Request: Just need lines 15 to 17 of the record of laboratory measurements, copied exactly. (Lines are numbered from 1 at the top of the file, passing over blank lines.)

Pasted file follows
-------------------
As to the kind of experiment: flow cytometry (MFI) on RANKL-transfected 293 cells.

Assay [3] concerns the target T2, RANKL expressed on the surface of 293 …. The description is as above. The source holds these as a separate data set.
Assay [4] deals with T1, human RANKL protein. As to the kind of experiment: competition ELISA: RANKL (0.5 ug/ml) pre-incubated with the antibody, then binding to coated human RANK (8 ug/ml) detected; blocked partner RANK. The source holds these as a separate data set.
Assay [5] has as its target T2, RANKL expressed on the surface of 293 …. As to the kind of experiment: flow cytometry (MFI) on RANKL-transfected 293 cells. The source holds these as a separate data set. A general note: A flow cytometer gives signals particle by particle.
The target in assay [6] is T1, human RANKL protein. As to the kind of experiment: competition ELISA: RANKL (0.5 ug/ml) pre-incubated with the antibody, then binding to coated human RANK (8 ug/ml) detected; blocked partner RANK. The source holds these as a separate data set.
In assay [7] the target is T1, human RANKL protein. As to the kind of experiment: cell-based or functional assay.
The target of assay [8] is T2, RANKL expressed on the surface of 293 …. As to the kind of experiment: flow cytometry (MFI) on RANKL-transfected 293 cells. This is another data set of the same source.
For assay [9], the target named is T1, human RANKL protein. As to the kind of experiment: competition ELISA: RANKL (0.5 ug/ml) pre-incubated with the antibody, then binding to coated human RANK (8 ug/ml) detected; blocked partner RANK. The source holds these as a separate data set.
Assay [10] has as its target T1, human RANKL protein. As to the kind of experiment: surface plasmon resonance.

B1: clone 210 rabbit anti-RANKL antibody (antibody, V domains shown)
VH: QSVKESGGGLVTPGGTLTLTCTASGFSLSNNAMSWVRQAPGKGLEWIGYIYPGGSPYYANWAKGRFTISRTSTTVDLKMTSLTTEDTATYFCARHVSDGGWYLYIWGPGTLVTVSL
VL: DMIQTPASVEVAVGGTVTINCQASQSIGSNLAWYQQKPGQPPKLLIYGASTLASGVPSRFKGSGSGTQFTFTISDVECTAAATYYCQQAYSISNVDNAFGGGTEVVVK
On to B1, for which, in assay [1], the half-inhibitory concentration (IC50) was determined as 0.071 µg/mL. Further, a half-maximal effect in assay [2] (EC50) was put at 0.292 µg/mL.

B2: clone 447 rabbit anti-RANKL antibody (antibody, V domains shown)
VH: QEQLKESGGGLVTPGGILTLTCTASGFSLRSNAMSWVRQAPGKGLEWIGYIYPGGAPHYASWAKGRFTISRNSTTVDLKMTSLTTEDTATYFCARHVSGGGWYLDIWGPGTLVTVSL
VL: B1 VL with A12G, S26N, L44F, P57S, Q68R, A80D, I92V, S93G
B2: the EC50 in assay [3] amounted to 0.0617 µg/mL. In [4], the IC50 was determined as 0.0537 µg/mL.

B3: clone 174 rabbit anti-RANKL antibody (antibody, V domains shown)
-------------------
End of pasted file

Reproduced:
VH: QEQLKESGGGLVTPGGILTLTCTASGFSLRSNAMSWVRQAPGKGLEWIGYIYPGGAPHYASWAKGRFTISRNSTTVDLKMTSLTTEDTATYFCARHVSGGGWYLDIWGPGTLVTVSL
VL: B1 VL with A12G, S26N, L44F, P57S, Q68R, A80D, I92V, S93G
B2: the EC50 in assay [3] amounted to 0.0617 µg/mL. In [4], the IC50 was determined as 0.0537 µg/mL.